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The Alternative Investment Imperative for RIAs

by Daniel Wildermuth

Advisory practices of all types have been growing steadily over the past several decades through applying various practice approaches and structures that emphasize their fiduciary responsibility to act in the best interest of the client. As fiduciaries, most advisors have utilized primarily or even exclusively public market securities such as individual stocks and bonds, mutual funds and exchange traded funds (ETFs) to deliver their professional investment services.

More recently, the growth of alternative investments in sectors ranging from private equity to real assets to hedge funds have offered both challenges to fee only advisors and new opportunities. Unfortunately, in many cases, the structures of these alternative investments and their lack of updated pricing have made it difficult or impossible for fee-based advisors to provide them to their clients. Yet, potentially attractive performance attributes and increasingly attractive and flexible structures are creating growing possibilities for advisors to provide their clients access to these unique investments.

The value creation stage is changing

As important as structure, a fundamental shift in capital formation outside of public markets creates almost an imperative for advisors to broaden their services to clients to including exposure to these investments. The dramatic shift in the process by which growing companies secure financing provides a clear illustration.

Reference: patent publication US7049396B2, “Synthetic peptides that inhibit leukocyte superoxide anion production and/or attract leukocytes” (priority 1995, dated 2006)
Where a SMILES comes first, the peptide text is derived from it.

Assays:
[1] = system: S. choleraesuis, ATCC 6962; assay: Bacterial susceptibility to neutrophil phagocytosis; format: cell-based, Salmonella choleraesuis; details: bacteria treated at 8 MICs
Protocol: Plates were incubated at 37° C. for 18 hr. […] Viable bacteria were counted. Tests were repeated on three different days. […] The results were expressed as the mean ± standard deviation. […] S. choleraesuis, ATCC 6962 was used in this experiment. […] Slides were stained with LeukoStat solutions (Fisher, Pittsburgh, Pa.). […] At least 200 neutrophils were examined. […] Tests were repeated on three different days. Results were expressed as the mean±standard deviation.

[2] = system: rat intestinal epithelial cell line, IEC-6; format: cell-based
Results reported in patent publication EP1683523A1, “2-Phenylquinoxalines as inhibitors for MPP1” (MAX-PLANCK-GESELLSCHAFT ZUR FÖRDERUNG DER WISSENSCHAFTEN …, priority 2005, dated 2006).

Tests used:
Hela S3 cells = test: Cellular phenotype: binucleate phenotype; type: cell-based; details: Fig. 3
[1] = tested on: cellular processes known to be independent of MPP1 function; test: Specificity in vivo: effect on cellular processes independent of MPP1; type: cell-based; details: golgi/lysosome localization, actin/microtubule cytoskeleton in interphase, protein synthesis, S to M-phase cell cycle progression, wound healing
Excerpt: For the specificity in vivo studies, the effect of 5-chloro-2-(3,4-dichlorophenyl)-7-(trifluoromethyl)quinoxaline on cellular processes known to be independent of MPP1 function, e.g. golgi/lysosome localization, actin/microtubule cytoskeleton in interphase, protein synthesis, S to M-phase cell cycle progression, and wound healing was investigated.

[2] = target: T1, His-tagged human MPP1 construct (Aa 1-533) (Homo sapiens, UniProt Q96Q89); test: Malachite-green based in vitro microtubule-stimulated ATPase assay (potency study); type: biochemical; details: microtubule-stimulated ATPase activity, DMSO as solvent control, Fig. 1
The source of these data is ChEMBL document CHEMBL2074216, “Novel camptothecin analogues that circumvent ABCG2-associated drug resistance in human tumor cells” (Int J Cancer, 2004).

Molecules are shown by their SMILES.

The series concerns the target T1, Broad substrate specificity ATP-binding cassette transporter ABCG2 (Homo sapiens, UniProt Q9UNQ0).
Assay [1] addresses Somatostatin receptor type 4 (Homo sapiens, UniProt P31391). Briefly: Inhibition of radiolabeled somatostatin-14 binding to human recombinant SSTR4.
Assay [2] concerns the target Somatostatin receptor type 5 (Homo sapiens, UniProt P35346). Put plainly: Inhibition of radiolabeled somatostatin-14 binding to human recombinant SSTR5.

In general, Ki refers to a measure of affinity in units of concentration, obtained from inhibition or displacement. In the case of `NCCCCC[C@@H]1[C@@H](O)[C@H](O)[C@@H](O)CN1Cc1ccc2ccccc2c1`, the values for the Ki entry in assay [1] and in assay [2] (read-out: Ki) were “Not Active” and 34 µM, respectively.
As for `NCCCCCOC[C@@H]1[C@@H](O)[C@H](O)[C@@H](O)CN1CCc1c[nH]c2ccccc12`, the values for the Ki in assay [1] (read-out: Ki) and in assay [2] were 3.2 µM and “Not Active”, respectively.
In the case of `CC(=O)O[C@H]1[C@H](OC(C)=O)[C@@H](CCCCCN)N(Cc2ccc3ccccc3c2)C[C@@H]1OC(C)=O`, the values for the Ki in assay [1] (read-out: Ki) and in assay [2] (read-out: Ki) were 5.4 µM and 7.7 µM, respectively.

Seemingly regardless of size, companies no longer need to access public markets to secure growth capital, and companies are waiting longer to list their shares on public markets. The average age of listing companies had grown to about 18 years old by 2017 versus only 12 in 1996.[i] Firms are also waiting to reach much later stages of growth before accessing public markets.

For example, Microsoft listed in 1986 providing investors in their public stock greater returns than those earned by the original investors before going public.[ii] Amazon followed a similar pattern of listing early in their development. The firm originally listed as a small-cap stock in 1997 at a market value of $438 million allowing individual investors to participate in its phenomenal growth to nearly a $1 trillion firm today.[iii]